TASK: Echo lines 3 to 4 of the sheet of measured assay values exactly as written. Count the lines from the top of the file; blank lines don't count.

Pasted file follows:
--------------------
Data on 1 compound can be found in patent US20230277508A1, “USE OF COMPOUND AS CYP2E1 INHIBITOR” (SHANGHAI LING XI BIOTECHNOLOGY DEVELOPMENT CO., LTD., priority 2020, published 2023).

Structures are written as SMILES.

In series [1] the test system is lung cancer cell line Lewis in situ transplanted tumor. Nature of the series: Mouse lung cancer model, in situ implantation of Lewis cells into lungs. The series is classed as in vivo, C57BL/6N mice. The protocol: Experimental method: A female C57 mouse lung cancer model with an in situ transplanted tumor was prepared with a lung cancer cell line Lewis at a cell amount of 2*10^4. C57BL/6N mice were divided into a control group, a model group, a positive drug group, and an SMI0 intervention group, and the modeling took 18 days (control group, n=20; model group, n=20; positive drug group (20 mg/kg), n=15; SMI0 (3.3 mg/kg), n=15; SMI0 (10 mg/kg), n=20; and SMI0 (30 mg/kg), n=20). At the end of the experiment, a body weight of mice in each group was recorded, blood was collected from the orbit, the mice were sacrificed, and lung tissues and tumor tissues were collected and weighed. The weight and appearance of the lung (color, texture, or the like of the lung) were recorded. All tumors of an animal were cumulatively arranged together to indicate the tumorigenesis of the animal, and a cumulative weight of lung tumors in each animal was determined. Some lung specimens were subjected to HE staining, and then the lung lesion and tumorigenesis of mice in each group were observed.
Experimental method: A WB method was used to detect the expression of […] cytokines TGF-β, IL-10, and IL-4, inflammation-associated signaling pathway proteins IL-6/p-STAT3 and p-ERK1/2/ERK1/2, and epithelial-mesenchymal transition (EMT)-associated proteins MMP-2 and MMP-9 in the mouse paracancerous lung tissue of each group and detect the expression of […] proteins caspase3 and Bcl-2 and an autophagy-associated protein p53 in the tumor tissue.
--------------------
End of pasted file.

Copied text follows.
In series [1] the test system is lung cancer cell line Lewis in situ transplanted tumor. Nature of the series: Mouse lung cancer model, in situ implantation of Lewis cells into lungs. The series is classed as in vivo, C57BL/6N mice. The protocol: Experimental method: A female C57 mouse lung cancer model with an in situ transplanted tumor was prepared with a lung cancer cell line Lewis at a cell amount of 2*10^4. C57BL/6N mice were divided into a control group, a model group, a positive drug group, and an SMI0 intervention group, and the modeling took 18 days (control group, n=20; model group, n=20; positive drug group (20 mg/kg), n=15; SMI0 (3.3 mg/kg), n=15; SMI0 (10 mg/kg), n=20; and SMI0 (30 mg/kg), n=20). At the end of the experiment, a body weight of mice in each group was recorded, blood was collected from the orbit, the mice were sacrificed, and lung tissues and tumor tissues were collected and weighed. The weight and appearance of the lung (color, texture, or the like of the lung) were recorded. All tumors of an animal were cumulatively arranged together to indicate the tumorigenesis of the animal, and a cumulative weight of lung tumors in each animal was determined. Some lung specimens were subjected to HE staining, and then the lung lesion and tumorigenesis of mice in each group were observed.
Experimental method: A WB method was used to detect the expression of […] cytokines TGF-β, IL-10, and IL-4, inflammation-associated signaling pathway proteins IL-6/p-STAT3 and p-ERK1/2/ERK1/2, and epithelial-mesenchymal transition (EMT)-associated proteins MMP-2 and MMP-9 in the mouse paracancerous lung tissue of each group and detect the expression of […] proteins caspase3 and Bcl-2 and an autophagy-associated protein p53 in the tumor tissue.